Leggett Addresses Expansion of Affordable Housing

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Thursday, April 10, 2008

County Executive Isiah Leggett (D) made expansion of affordable housing a cornerstone of his campaign in 2006. He convened a task force to study the issue. Last week, he issued the group's report and endorsed many of its proposals at the annual affordable housing conference at the county's North Bethesda conference center. Here are excerpts from his speech:

When I took office just 16 months ago, it was clear that while the county had been addressing the growing problem of affordable housing, it was time to identify new solutions, tools and cutting edge ideas to combat what has become a dilemma of crisis proportion. . . .

The definition of "affordable housing" certainly has evolved. No longer does it mean housing only for individuals and families of low and moderate income. In fact, the commonly accepted standard for affordability is that a household should not pay more than three times its income for home ownership. Let's follow this to the logical conclusion for sake of today's discussions about our own community:

The annual median household income for our residents is $99,000. In 2007, the average cost of a new town home here was just shy of $475,000. The average cost of a new single family home is nearly $1 million. Existing town homes and single family prices range from an average of $365,000 to $569,000. We all can do the math.

This means that folks must make somewhere between $91,000 to $245,000 in order to purchase a home in Montgomery County. Rents are just as steep. A renter must make at least $38,000 a year in order to afford a one-bedroom apartment. These numbers are stunning. . . .

As you know, when I ran for county executive in 2006, promoting more affordable housing was at the top of my agenda. It continues to be one of my highest priorities. . . . Here's what we've done already:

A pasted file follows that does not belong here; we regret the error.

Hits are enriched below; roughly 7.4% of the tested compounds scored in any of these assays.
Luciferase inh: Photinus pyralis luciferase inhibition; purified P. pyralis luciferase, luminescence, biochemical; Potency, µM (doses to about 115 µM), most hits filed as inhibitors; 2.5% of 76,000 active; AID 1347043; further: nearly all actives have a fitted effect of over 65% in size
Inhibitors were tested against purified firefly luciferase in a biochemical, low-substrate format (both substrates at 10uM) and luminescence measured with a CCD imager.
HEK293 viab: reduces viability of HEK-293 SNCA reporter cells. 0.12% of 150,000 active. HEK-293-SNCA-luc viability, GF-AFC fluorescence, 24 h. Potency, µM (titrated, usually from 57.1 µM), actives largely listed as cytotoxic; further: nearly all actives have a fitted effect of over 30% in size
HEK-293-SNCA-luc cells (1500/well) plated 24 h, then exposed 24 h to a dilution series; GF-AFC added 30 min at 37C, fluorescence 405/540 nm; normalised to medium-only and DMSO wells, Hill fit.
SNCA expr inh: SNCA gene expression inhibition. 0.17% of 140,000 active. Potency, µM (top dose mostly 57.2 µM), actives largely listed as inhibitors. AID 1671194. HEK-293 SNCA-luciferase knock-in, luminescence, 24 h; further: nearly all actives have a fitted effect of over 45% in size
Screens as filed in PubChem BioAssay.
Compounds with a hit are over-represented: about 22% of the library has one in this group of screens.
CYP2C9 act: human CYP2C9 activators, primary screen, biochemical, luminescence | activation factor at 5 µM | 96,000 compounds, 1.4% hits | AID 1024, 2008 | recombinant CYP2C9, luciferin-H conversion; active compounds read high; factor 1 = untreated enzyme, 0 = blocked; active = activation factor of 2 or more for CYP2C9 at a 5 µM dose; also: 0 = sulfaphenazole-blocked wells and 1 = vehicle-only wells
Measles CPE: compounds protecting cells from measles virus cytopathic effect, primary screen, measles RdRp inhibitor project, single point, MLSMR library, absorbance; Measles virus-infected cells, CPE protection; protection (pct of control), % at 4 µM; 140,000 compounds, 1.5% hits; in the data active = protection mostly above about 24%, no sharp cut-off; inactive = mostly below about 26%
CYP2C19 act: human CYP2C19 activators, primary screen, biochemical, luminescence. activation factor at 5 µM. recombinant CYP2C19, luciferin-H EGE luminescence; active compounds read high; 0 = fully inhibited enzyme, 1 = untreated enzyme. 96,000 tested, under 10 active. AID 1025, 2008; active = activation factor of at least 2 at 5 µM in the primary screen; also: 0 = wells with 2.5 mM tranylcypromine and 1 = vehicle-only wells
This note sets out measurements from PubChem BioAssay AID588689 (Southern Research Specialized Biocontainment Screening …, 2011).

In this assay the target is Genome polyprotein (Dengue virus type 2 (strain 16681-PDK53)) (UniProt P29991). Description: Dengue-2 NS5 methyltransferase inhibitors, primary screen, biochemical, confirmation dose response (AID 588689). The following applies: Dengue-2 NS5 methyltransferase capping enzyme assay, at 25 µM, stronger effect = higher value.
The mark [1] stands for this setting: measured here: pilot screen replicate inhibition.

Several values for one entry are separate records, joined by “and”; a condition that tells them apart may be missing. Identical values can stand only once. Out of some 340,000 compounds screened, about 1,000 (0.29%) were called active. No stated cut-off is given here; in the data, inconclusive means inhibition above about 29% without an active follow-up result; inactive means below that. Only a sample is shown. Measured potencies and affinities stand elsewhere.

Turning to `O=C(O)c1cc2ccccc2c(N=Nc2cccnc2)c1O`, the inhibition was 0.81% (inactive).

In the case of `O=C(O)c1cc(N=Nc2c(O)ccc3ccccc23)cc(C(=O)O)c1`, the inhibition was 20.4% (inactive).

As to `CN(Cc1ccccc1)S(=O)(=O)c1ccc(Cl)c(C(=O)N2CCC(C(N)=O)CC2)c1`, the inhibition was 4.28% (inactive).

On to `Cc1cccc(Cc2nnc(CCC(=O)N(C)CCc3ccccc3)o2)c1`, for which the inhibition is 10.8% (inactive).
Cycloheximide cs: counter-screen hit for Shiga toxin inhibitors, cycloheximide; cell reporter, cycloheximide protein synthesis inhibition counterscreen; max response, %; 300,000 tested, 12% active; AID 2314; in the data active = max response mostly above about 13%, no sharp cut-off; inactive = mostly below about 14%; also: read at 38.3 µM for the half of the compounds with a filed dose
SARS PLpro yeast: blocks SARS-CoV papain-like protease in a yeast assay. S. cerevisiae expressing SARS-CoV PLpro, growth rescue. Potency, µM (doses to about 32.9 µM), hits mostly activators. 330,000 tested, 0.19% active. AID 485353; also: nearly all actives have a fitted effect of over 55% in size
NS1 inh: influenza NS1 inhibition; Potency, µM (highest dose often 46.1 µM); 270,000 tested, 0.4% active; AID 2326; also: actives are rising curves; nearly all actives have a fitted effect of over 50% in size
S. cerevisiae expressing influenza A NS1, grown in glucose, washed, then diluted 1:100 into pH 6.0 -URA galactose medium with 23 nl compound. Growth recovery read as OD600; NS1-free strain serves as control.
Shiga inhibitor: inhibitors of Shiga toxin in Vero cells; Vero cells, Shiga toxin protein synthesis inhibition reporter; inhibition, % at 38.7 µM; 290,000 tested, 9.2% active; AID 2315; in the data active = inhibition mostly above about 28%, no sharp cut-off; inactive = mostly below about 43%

· In my first budget, I increased the resources available to our Housing Initiative Fund to preserve and promote affordable housing to $30 million, over a 50 percent increase. In my current recommended budget, I've boosted that figure to $54 million. And, through leveraging county bonds, we will work to boost the total available to $80 million.

· I proposed -- and the council approved -- legislation to expand the county's "Right of First Refusal" to purchase rental housing constructed since 1981 to preserve its affordability. We have already used this authority to purchase condominiums in King Farm and on Aspen Court in Takoma Park.

· We have moved aggressively to construct affordable housing on county-owned sites as well: for example, 15 affordable and workforce attached units on Edson Lane in North Bethesda, up to 117 attached and mixed-income units on 32 acres in Olney, 80 units of new senior housing adjacent to the county government center in Rockville. We will construct multi-family housing above the new Silver Spring library on Bonifant Street. On the eight acres set aside next to the new 3rd District Police Station site in White Oak, we plan affordable units as well.

· I am also proposing to move at least the portion of the County Service Park that's west of Crabb's Branch Road to new locations to allow for implementation of the Shady Grove Sector Plan. This plan will involve the building of thousands of affordable units, as a Smart Growth development right next to the Shady Grove Metro station.

These initiatives alone should add thousands of affordable units to the county. But we can't stop there. That's why I appointed an Affordable Housing Task Force to assist me in developing a comprehensive plan to address this vexing problem. . . .

The task force recommends the creation of a Short Term Property Acquisition Fund. This fund would provide short-term financing to enable public, nonprofit or for-profit organizations to purchase affordable rental properties before they are sold and renovated for higher-rent occupancy or conversion to condominium ownership. We will fund this effort through a variety of public and private financing. . . .

With these enhanced resources, we will reduce the displacement of at-risk renter households due to condominium conversions. We will also increase the public and nonprofit ownership of affordable rental housing. . . .

It is recommended that the county provide temporary abatement of property taxes, transfer taxes and recordation fees for eligible county employees who purchase a home in the county. With such a program, we can avoid direct expenditures in this time of budgetary pressures, and still provide an opportunity to stabilize our public workforce when they choose to become homeowners in our neighborhoods. . . .

The task force recommends that all land-use master plans recognize and address the need for affordable housing in all of the county's communities. It also calls for streamlining the regulatory and permitting approval processes for affordable housing . . . and calls upon us to look at reducing the costs of residential development by being more flexible and market driven in our parking requirements for housing. . . . When implemented, the recommendations contained in this report will provide a toolbox of initiatives that will expand the county's ability to preserve and develop affordable housing.

© 2008 The Washington Post Company

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